How train companies could learn about customer service

Memo to train companies: I have had several recent dealings to put my children on the car insurance with Direct Line. While their ads may be irritating, their customer service is unparalleled. They will, for example, put someone on for a day or a week, just charging the pro-rata annual rate, and a modest £15 admin fee.  Similarly,if you need to take someone off the insurance, they will refund the whole amount, minus the same admin fee, a sum which can amount to hundreds of pounds for a young person

Now that is what I call customer service. Not for them ‘we can’t take credit card bookings here’ or ‘we cannot refund you because you have bought the wrong type of ticket’  Their service is user friendly, they answer the phone quickly, their staff are police and helpful – they’ve got it all.

Contrast this with train companies who once refused to refund tickets booked in advance for one of my children, because the event she was going to was cancelled, even though I was trying to do it a week before the tickets were to be used; or the myriad ways in which they try to extract maximum revenue from people, and yet never refund you if you have overpaid for a ticket out of ignorance of their amazingly complex rules.

I am not, generally, given to praising private companies but credit where credit is due. As I have said repeatedly, if we have genuine capitalism on the railways, then privatisation would have been  worthwhile. Instead, we have monopolies exploiting their position with no regard for their customers. Is it a surprise they get such bad PR?

So here’s a practical suggestion to operators. Go talk to Direct Line, learn how they do it and how come they can do things cheaply and effectively. And take the lessons on board.

  • Peter

    “As I have said repeatedly, if we have genuine capitalism on the railways, then privatisation would have been worthwhile.”

    This is an extremely important point.

    “Privatisation” as it stands has given us the worst of all possible worlds. Huge taxpayer subsidies flowing into the hands of private monopolies.

    In a word, it is obscene, and it is a damning indictment of the UK’s political class that nothing has been done about it.

  • Anonymous

    Here Here, but in all honesty the problem is that there are too many people at the top of the railway industry feeding tree with mates in the DfT all with a vested interest in keeping things exactly as they are. It is no coincidence that the few supporters of railway privatisation are the people who have made a mint out of it.

    Mirroring a point that Dan made a few weeks ago about BR not changing until the “old steam boys had retired” – the same is true here. Only once a new generation of managers and ministers has worked their way up to the top in this industry and can plainly see that the current arrangements are a farce will things change.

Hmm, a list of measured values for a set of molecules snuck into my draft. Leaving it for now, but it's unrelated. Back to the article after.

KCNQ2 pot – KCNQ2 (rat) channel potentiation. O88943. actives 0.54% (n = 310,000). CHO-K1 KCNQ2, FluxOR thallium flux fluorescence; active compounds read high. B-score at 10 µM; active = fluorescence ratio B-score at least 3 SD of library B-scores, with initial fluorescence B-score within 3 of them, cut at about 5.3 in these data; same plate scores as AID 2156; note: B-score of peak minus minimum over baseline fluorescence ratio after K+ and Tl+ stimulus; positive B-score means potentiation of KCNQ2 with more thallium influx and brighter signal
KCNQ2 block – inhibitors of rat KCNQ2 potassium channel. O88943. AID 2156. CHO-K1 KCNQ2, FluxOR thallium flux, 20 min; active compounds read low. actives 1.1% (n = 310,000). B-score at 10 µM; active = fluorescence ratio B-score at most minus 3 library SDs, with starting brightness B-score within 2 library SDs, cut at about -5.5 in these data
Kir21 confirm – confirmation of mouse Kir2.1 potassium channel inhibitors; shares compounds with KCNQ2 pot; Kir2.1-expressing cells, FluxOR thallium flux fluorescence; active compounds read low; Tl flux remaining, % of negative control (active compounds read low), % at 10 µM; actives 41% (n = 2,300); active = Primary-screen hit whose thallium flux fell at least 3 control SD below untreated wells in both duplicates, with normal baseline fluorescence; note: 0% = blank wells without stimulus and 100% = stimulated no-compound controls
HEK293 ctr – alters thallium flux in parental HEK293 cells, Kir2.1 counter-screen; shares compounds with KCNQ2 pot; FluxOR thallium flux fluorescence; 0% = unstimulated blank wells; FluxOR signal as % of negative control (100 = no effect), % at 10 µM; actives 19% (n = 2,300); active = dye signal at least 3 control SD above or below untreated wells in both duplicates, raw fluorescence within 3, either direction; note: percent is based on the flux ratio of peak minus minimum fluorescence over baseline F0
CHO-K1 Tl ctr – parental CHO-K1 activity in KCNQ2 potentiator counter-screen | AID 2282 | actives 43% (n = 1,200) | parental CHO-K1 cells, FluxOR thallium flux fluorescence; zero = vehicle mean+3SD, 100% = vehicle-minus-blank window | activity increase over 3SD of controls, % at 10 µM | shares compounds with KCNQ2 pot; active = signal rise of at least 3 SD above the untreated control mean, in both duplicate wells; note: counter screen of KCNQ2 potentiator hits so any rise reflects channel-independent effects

• Anonymous

    I’ve just booked an inclusive rail-hotel deal with East Coast, which is really good value – £169pp for 1st Class return rail travel into King’s X from Dundee and two nights hotel accommodation in central London. The tickets are fully open too for one month (they are effectively Off-Peak (nee Saver) returns).

    Except they don’t come with reservations automatically – you need to go and do it manually by yourself once the tickets are sent through the post. One phones up the reservations hotline only (after two or three minutes of the “press 1 for x, press 2 for y malarkey…..) only to be finally told that because I bought the package deal from a high street travel agent shop this is the only place I can reserve a seat. Which is going to cost £5 per person….

    I am going to try tomorrow to use the old fashioned method and go to the station and see if I can book them for free like you normally do….watch this space!!

  • RapidAssistant

    Just booked for free…even managed to have half a conversation with the ticket clerk who was bemoaning the new reservation system that doesn’t allow you to allocate specific seats anymore – in 1st Class I like to have the two solo seats rather than the group of four….but whether you get them or not is up to the whims of the computer!!

    I mean, airlines have allowed you to choose your seat on both the online check-in AND on the kiosks in the airport for years now, why should it be such a big deal on the railways??

  • I think (but I’m not 100% positive) that all insurance companies are legally obliged to refund you the pro-rated difference if you ever change your insurance (eg by removing an additional named driver, buying a less-risky car, or moving to a less-risky area). I know that I’ve had to do this with a different insurance company before. I don’t know how the admin fee works – whether they legally can only charge a reasonable amount (like banks) or whether they can set whatever fee level they like.

    If I’m right about this – then it’s the regulations you should be praising rather than the private nature of the company.

    That said – there’s nothing that legally obliges them to be polite and helpful on the phone – so they deserve credit for that… 🙂

  • Turbostar

    “their staff are police” ??? Do they answer the phone “‘ello, ello, ello”?

  • Anonymous

    Having said all that Admiral are quite good as well in this regard – even when I had to break the news to them that I had written off a £15,000 motor 2 days before the policy was about to switch over to Direct Line (no joke, I promise you…) but that’s another story…….

  • Fandroid

    I agree with Christian that rail franchises seem to have no discernible reason for existing (except to maintain a veneer of ‘private enterprise’ in a Whitehall-controlled industry). However, why can we not have an automatic customer right to refunds (with no admin charge), for any oversold tickets, built in to all new franchise contracts? Excellent customer service should be a contract condition, not left to a toothless Passenger Focus to chase around ineffectively.

  • Marw67

    Actually the poor attitude is turning away business. I travel from the Birmingham area to a city in the County of Avon. The sunday travel arrangements, that are perfectly satisfactory when trains run, turn me away from the journey when the substitute arrangements are in place. Message to train companies: when part of a main route has its frequency reduced (trains diverted elsewhere), run extra small trains – when having substitute buses, have them at least or preferably greater frequency than the replaced trains. Hanging around is what slows the journey enormously. So bad, I avoid.

  • Percy

    Mirroring a point that Dan made a few weeks ago about BR not changing until the “old steam boys had retired”